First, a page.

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design innovation startups

Find Product Market Fit Fast

Product Market Fit is one of the hardest things for an early-stage startup to achieve and it’s a critical step for companies looking to scale and be successful.

Product/market fit means being in a good market with a product that can satisfy that market

Marc Andreesen – Andreessen Horowitz

So the first thing you need to do is to understand your target market. Are you building a product for the automotive market, the food & beverage market, the software or technology market or something else? To find product-market fit, you really need to narrow your market and niche down. Don’t try to make your product solve the problems of multiple markets early on. Identify a core initial target market.

Once you know your target market, make sure you really understand and research it. You can’t possibly expect to satisfy your customers let alone a target market unless you really understand their problems.

In researching a market and the problems within that market many entrepreneurs will start to identify problems. Once you have a couple conversations you’ll see patterns emerge in terms of problems that people are experiencing.

In the early stages of a startup it’s typical to build early solutions to those problems. And when these solutions solve those specific problems you have product-problem fit. You’ve identified a problem and you’ve provided a solution… many entrepreneurs think that they are set and they stop there but finding product-market fit is more complex. You need to ensure that your product doesn’t just solve a specific problem, but rather it solves a problem that is repeatable and consistent across a large market segment.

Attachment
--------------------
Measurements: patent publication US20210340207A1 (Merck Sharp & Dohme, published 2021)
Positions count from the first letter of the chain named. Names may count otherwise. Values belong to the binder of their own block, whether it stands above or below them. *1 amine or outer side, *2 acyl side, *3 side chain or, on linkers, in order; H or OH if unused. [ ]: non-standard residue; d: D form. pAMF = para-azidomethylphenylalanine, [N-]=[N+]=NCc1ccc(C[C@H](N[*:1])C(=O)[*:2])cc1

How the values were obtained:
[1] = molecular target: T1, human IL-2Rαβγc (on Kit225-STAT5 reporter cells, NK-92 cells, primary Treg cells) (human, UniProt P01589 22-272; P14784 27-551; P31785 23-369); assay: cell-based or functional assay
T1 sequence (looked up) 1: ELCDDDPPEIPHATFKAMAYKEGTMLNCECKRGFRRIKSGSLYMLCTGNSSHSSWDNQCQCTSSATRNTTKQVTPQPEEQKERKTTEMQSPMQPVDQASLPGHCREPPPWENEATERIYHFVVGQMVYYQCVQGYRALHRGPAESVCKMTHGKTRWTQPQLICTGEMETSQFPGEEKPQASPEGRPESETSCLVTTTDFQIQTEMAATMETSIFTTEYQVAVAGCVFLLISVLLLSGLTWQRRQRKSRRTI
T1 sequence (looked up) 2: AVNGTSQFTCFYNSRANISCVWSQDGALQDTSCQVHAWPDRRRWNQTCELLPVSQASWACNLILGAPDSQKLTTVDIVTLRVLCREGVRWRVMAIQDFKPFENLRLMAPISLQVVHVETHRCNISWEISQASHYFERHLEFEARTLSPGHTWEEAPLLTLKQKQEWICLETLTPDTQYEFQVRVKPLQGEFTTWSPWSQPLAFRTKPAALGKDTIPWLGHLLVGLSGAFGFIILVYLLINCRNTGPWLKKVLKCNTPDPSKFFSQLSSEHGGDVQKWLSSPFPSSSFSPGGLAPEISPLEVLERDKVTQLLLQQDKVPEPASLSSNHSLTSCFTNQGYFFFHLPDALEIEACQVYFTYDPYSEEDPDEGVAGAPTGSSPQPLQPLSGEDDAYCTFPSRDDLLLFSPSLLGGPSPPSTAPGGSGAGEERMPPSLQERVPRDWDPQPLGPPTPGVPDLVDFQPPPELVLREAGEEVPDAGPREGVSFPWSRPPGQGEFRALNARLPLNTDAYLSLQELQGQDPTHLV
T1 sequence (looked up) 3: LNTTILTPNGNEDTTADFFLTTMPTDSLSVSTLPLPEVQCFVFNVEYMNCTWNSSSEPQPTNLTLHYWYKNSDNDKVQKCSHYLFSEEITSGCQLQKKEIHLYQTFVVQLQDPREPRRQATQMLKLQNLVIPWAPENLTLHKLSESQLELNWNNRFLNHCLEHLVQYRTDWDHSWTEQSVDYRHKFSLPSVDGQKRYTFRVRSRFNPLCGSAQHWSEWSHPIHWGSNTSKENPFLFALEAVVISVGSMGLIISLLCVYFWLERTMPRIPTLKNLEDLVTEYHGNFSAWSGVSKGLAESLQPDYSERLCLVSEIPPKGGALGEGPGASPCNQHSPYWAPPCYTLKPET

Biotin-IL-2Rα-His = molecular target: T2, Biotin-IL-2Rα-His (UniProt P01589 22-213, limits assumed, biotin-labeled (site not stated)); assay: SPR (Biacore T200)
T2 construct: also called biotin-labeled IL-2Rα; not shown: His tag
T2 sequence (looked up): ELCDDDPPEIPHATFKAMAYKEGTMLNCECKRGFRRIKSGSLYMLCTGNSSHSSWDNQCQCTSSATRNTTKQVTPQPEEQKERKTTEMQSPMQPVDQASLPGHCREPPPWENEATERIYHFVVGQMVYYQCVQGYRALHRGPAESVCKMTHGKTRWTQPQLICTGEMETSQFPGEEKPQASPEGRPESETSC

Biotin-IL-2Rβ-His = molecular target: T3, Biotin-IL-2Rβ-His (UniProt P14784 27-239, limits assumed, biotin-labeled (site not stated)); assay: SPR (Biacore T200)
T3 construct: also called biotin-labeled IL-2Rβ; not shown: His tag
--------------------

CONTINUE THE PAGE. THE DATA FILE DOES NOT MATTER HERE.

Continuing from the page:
To do this you need two core things:

  • First: You need a good cross-section of customers across your market. Not just your friends’ circle, but knowing that a good portion of any customers in your target market have a similar problem you can address.
  • Secondly: Your product has to be sticky enough that people are upset if you were to take the product away.

Finding and solving a problem is a great start but to really find product market fit you need to make sure that the problem you’re solving is widespread and impacts a large enough market in a scalable way and that the solution doesn’t feel like a NICE-to-Have but rather a NEED- To-Have.

It’s better to make a few users love you than have a lot that are ambivalent.

Paul Graham – YCombinator

You need people to care and the best way to find out if they do is to ask them. Ask your users how they’d feel if they could no longer use your product. The group that answers ‘very disappointed’ will unlock the product/market fit.

Sean Ellis, who ran early early growth in the early days of Dropbox, LogMeIn, and Eventbrite and adviced that if 40% of your customers would be “Very Disappointed” then you’ve found product market fit.

When thinking about product market fit, it’s worth also considering founder-market fit. Some founders have deep experience with a particular market. Maybe they spent a decade at a large company within the target market so they know the right people and they know the problems that are un-solved. Sometimes having a good founder-market fit can be a huge advantage and investors will consider how well a founder is aligned to a market. On the flip-side sometimes founder-market fit can be road-block. Consider how sometimes only an outsider to a market can realize just how broken a market is. If Uber had deep market experience in the Taxi market they may never have build as disruptive a company.

Finding product-market fit is both one of the most misunderstood and difficult steps for any growing startup. Keeping yourself focused on the customer and how that relates to the larger market will keep your company on track.

Categories
startups

How to start a company with no money